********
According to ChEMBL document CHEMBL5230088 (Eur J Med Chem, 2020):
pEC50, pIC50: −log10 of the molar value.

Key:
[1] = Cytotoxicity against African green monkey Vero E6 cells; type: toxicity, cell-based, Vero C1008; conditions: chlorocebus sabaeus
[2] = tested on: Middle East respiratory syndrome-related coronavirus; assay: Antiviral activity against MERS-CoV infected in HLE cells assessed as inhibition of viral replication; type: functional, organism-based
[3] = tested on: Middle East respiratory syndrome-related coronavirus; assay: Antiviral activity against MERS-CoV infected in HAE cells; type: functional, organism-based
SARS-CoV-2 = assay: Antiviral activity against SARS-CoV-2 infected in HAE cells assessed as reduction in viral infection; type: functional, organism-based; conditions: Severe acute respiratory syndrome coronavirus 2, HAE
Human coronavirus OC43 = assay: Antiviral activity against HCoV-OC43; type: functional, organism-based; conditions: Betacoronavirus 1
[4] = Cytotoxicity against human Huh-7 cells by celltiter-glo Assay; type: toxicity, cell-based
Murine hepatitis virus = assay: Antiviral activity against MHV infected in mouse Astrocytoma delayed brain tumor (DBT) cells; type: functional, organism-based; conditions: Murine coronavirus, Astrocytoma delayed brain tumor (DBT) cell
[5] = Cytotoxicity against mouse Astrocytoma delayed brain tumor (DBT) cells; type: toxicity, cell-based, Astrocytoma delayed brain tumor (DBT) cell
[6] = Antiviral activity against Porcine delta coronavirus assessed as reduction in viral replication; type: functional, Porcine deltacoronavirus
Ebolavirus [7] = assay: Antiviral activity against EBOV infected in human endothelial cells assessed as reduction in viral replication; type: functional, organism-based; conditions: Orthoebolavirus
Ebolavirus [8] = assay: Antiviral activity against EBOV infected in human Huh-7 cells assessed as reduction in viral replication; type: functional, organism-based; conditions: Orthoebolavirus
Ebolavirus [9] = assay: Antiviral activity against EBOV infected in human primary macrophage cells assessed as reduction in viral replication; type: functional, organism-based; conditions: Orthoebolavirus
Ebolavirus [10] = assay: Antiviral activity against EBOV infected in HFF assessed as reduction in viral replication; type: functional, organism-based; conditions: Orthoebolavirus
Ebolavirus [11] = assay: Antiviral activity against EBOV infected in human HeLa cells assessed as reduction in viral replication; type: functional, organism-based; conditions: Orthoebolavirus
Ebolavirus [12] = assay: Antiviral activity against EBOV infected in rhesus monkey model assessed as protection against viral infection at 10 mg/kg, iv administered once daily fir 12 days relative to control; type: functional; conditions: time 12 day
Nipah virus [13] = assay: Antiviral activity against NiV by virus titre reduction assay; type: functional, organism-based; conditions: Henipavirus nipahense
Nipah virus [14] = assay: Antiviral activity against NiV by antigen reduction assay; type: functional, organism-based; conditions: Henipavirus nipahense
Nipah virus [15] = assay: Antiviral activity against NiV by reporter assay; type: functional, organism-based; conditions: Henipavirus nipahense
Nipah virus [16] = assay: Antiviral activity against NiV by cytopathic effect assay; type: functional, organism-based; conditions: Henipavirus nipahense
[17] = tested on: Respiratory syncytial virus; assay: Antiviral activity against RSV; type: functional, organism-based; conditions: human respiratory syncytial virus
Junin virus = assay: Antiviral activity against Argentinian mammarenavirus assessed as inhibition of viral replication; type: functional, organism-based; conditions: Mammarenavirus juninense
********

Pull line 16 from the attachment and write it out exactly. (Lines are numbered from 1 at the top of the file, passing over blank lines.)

Ebolavirus [10] = assay: Antiviral activity against EBOV infected in HFF assessed as reduction in viral replication; type: functional, organism-based; conditions: Orthoebolavirus